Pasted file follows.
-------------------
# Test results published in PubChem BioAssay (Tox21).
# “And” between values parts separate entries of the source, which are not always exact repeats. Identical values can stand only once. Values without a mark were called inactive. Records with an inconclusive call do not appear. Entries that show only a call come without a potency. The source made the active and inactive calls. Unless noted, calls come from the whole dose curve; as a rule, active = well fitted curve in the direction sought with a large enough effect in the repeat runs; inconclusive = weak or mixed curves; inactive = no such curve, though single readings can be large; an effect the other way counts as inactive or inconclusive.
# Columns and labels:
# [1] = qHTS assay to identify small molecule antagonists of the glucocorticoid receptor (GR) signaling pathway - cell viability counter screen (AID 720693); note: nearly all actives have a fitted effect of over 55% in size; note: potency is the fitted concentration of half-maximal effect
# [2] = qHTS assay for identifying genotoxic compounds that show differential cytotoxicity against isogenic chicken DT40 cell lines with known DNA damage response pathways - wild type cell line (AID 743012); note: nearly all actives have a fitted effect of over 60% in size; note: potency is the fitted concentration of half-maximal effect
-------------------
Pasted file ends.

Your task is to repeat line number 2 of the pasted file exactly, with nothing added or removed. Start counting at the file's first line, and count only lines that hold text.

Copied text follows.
# “And” between values parts separate entries of the source, which are not always exact repeats. Identical values can stand only once. Values without a mark were called inactive. Records with an inconclusive call do not appear. Entries that show only a call come without a potency. The source made the active and inactive calls. Unless noted, calls come from the whole dose curve; as a rule, active = well fitted curve in the direction sought with a large enough effect in the repeat runs; inconclusive = weak or mixed curves; inactive = no such curve, though single readings can be large; an effect the other way counts as inactive or inconclusive.